Thermal energy storage uses widely differing technologies. Depending on the specific application, it allows for excess thermal energy to be stored for hours, days, or months at scales ranging from individual processes, buildings, multi user-buildings, districts, towns, to entire regions. Usage examples are the balancing of energy demand between day and night time, storing summer heat for winter heating, or winter cold for summer air conditioning (seasonal thermal energy storage). Storage media include water or ice-slurry tanks, masses of subsoil or bedrock accessed via borehole heat exchangers, deep aquifers contained between impermeable strata, lined pits with topside insulation and filled with gravel and water, as well as molten salts, phase-change materials, and thermochemical materials.
Other sources of thermal energy storage include heat or cold produced with heat pumps from off-peak, low cost electric power–a practice called peak shaving; heat from combined heat and power plants; heat produced from renewable electrical energy exceeding grid demand; and waste heat from industrial processes. Heat and cold storage, both seasonal and short term, is considered an important means for cheaply balancing high shares of fluctuating renewable electricity production and for the integration of the electricity and heating sectors in energy systems almost or completely fed with renewable energy.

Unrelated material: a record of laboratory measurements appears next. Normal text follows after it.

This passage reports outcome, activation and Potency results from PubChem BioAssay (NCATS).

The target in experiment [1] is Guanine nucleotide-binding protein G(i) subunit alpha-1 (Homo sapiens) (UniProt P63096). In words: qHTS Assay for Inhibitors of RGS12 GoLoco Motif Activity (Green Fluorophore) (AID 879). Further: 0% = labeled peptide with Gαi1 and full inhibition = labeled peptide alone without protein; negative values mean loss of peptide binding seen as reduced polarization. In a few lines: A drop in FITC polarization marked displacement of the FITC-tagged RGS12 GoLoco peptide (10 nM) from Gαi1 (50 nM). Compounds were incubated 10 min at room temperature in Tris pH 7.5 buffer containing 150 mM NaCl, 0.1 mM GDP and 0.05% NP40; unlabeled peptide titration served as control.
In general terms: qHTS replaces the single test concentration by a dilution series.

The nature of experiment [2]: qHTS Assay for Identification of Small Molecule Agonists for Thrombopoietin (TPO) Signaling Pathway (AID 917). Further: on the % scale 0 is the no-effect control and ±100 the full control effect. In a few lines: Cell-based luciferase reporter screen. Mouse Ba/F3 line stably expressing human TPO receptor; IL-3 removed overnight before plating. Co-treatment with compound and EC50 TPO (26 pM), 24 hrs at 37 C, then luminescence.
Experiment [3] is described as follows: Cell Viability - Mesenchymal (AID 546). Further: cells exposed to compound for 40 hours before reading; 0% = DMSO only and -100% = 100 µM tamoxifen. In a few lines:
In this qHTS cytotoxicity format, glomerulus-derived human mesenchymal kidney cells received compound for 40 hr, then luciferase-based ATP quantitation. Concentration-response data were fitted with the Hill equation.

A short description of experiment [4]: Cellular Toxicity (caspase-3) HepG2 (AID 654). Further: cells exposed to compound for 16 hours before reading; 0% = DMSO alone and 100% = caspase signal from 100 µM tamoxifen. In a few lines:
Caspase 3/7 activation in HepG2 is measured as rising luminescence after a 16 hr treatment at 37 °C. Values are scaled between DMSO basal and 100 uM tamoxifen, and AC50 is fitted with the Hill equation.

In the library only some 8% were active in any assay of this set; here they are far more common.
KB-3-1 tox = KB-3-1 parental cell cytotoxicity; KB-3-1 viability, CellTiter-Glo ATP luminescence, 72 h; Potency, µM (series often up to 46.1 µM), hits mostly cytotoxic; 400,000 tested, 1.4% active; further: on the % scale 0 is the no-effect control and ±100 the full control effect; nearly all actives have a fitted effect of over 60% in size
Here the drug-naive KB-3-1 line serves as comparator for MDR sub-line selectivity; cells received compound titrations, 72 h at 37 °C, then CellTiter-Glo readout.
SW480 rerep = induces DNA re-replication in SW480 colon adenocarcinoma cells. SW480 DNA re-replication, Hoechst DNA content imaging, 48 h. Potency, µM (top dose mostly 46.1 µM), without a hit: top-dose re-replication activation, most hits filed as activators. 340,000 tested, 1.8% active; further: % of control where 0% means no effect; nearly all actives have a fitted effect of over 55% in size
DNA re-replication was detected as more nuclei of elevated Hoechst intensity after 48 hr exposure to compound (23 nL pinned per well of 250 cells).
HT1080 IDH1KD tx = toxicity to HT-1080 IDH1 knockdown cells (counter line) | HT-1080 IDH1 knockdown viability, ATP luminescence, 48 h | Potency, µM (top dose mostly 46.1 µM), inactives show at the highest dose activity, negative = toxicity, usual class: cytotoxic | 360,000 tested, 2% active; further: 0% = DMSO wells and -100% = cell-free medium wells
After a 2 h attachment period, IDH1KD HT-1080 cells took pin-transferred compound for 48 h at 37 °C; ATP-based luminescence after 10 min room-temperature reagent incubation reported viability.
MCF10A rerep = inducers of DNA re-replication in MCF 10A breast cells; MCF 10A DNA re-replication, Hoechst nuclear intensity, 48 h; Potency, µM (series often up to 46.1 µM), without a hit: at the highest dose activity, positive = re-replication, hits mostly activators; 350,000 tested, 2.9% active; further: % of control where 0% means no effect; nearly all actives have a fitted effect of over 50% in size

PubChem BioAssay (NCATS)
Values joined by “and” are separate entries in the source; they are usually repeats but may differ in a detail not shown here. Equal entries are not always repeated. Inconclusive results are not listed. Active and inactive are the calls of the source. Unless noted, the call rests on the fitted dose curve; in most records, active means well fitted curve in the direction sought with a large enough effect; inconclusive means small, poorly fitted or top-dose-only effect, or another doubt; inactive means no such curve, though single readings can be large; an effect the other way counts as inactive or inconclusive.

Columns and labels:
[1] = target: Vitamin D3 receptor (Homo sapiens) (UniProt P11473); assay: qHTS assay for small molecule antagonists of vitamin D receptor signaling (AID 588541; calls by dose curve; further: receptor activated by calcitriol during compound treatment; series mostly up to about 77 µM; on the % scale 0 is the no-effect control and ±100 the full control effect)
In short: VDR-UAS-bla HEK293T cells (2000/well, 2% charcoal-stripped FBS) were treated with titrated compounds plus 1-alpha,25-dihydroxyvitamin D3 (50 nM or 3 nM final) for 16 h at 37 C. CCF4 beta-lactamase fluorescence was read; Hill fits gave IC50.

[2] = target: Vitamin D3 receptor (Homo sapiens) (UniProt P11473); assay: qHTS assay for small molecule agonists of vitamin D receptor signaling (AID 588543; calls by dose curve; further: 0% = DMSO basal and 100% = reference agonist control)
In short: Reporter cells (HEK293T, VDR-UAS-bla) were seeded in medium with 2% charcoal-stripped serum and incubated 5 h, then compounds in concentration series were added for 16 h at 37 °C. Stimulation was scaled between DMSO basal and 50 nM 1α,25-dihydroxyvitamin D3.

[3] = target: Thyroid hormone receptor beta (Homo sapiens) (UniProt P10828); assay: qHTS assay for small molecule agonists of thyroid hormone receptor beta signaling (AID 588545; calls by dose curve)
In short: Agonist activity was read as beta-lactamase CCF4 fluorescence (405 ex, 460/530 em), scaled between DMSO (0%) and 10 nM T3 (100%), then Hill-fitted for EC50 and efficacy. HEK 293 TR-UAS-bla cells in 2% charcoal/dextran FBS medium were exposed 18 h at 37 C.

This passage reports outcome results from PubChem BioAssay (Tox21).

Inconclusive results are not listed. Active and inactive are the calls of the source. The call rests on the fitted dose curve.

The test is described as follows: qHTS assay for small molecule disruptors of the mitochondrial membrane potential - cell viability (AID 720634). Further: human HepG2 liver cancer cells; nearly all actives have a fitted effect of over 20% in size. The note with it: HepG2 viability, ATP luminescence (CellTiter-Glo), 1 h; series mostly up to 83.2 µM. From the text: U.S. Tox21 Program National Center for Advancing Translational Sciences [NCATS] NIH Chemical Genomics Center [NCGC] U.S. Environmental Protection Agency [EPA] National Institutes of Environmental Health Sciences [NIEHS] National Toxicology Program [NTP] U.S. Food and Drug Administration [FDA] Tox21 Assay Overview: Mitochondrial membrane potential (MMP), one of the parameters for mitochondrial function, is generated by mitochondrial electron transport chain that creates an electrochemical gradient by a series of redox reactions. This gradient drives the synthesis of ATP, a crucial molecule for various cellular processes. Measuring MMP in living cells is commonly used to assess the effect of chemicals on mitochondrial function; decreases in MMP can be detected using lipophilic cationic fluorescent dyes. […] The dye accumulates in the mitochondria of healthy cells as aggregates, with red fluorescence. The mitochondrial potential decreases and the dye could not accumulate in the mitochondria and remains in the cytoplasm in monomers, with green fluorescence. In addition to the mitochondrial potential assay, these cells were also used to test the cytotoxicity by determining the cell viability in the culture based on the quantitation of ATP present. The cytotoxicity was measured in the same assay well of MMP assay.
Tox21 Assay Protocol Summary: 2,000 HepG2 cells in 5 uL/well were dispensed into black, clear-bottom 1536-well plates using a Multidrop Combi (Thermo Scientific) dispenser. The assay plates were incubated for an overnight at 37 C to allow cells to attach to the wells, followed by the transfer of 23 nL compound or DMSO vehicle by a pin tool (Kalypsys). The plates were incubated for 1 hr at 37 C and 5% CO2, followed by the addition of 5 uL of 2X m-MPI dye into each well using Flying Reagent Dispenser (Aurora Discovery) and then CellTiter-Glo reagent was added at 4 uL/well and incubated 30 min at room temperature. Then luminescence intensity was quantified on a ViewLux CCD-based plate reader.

- Molten Salts and other Liquids
- Solid Matter Storages for Grid Stabilisation
- Molten-Salt Storage for Demand-Oriented Power Supply
- Solid-Liquid Low Temperature Storage
- Solid-Liquid High Temperature Storage
- Latent Heat Storage for Process Steam Provision
- Chemical Reaction